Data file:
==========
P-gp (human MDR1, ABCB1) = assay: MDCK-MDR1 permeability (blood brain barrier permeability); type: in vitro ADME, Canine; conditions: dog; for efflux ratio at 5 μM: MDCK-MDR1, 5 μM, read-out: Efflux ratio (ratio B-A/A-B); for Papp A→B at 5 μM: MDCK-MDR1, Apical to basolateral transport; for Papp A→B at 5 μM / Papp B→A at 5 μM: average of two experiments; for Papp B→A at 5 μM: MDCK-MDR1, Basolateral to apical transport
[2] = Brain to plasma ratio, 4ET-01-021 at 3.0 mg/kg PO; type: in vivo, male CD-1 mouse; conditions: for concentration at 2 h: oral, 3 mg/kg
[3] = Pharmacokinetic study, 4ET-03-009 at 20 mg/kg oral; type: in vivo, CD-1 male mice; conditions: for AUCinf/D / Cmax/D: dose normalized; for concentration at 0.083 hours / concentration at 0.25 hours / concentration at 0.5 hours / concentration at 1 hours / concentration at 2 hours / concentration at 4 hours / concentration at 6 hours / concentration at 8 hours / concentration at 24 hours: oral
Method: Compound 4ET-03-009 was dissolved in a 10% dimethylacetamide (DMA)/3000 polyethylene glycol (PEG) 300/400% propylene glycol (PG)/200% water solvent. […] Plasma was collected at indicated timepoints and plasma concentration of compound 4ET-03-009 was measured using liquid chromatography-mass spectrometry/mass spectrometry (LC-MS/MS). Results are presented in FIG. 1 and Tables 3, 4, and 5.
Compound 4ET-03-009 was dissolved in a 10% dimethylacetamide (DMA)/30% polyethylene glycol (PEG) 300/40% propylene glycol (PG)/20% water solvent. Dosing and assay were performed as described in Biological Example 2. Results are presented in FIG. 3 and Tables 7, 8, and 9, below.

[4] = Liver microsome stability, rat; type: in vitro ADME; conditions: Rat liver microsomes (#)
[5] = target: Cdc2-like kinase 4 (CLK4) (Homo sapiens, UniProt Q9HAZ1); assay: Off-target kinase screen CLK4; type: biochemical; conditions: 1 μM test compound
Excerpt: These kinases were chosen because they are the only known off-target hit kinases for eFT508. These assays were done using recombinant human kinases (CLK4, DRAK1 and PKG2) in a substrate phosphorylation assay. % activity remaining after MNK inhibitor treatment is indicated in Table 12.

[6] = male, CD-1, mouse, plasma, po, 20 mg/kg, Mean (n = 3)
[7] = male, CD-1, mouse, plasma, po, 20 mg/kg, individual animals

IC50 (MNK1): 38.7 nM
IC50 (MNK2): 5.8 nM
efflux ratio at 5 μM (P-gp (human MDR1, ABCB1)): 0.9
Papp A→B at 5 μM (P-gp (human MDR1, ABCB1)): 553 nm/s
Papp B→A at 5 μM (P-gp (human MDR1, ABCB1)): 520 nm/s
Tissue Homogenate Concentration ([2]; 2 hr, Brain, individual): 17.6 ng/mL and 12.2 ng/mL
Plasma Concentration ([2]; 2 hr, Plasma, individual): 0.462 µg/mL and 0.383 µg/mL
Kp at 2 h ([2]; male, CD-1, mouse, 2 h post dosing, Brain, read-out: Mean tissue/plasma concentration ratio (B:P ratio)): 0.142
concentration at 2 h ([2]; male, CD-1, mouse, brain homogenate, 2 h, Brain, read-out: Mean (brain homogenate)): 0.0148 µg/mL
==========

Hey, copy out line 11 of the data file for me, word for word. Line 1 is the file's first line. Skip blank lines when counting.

IC50 (MNK1): 38.7 nM